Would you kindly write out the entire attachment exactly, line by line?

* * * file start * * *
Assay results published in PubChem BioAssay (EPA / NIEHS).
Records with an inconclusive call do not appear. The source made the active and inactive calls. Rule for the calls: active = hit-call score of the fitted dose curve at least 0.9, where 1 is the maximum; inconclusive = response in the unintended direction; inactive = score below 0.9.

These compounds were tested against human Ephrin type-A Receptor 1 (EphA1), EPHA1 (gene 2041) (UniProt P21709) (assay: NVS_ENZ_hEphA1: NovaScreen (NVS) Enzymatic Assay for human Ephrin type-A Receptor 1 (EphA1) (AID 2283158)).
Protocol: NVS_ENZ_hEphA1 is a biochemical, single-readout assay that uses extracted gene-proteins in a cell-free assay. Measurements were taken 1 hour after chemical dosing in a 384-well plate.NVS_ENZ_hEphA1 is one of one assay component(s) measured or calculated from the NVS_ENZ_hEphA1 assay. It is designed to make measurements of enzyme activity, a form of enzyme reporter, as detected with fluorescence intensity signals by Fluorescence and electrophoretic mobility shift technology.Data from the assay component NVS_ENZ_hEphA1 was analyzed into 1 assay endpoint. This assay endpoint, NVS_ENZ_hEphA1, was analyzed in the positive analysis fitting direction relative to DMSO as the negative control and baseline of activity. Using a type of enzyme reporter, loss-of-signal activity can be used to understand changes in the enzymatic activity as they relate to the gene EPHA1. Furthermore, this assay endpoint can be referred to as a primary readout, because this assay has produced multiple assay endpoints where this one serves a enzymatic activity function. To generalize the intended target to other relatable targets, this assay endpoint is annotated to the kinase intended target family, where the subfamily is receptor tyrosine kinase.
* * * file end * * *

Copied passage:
Assay results published in PubChem BioAssay (EPA / NIEHS).
Records with an inconclusive call do not appear. The source made the active and inactive calls. Rule for the calls: active = hit-call score of the fitted dose curve at least 0.9, where 1 is the maximum; inconclusive = response in the unintended direction; inactive = score below 0.9.

These compounds were tested against human Ephrin type-A Receptor 1 (EphA1), EPHA1 (gene 2041) (UniProt P21709) (assay: NVS_ENZ_hEphA1: NovaScreen (NVS) Enzymatic Assay for human Ephrin type-A Receptor 1 (EphA1) (AID 2283158)).
Protocol: NVS_ENZ_hEphA1 is a biochemical, single-readout assay that uses extracted gene-proteins in a cell-free assay. Measurements were taken 1 hour after chemical dosing in a 384-well plate.NVS_ENZ_hEphA1 is one of one assay component(s) measured or calculated from the NVS_ENZ_hEphA1 assay. It is designed to make measurements of enzyme activity, a form of enzyme reporter, as detected with fluorescence intensity signals by Fluorescence and electrophoretic mobility shift technology.Data from the assay component NVS_ENZ_hEphA1 was analyzed into 1 assay endpoint. This assay endpoint, NVS_ENZ_hEphA1, was analyzed in the positive analysis fitting direction relative to DMSO as the negative control and baseline of activity. Using a type of enzyme reporter, loss-of-signal activity can be used to understand changes in the enzymatic activity as they relate to the gene EPHA1. Furthermore, this assay endpoint can be referred to as a primary readout, because this assay has produced multiple assay endpoints where this one serves a enzymatic activity function. To generalize the intended target to other relatable targets, this assay endpoint is annotated to the kinase intended target family, where the subfamily is receptor tyrosine kinase.